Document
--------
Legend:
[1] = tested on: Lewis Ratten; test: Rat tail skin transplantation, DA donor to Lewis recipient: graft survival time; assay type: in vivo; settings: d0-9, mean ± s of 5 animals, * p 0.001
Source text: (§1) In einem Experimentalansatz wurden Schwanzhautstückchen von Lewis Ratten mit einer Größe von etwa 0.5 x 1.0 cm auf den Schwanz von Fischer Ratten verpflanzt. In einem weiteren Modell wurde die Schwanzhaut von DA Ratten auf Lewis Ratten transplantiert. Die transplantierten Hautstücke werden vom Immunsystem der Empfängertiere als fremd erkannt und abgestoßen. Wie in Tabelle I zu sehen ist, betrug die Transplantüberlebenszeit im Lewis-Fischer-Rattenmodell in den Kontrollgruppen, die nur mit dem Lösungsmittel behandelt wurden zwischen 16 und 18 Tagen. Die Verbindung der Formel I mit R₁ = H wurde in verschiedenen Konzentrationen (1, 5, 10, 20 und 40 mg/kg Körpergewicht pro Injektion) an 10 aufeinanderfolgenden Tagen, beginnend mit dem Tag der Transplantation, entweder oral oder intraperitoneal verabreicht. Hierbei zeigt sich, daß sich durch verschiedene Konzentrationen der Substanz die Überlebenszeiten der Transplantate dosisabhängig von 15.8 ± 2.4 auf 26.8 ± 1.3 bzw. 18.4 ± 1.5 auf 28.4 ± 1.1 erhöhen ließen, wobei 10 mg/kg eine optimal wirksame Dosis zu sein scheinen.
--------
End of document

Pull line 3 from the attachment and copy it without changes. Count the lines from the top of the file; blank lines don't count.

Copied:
Source text: (§1) In einem Experimentalansatz wurden Schwanzhautstückchen von Lewis Ratten mit einer Größe von etwa 0.5 x 1.0 cm auf den Schwanz von Fischer Ratten verpflanzt. In einem weiteren Modell wurde die Schwanzhaut von DA Ratten auf Lewis Ratten transplantiert. Die transplantierten Hautstücke werden vom Immunsystem der Empfängertiere als fremd erkannt und abgestoßen. Wie in Tabelle I zu sehen ist, betrug die Transplantüberlebenszeit im Lewis-Fischer-Rattenmodell in den Kontrollgruppen, die nur mit dem Lösungsmittel behandelt wurden zwischen 16 und 18 Tagen. Die Verbindung der Formel I mit R₁ = H wurde in verschiedenen Konzentrationen (1, 5, 10, 20 und 40 mg/kg Körpergewicht pro Injektion) an 10 aufeinanderfolgenden Tagen, beginnend mit dem Tag der Transplantation, entweder oral oder intraperitoneal verabreicht. Hierbei zeigt sich, daß sich durch verschiedene Konzentrationen der Substanz die Überlebenszeiten der Transplantate dosisabhängig von 15.8 ± 2.4 auf 26.8 ± 1.3 bzw. 18.4 ± 1.5 auf 28.4 ± 1.1 erhöhen ließen, wobei 10 mg/kg eine optimal wirksame Dosis zu sein scheinen.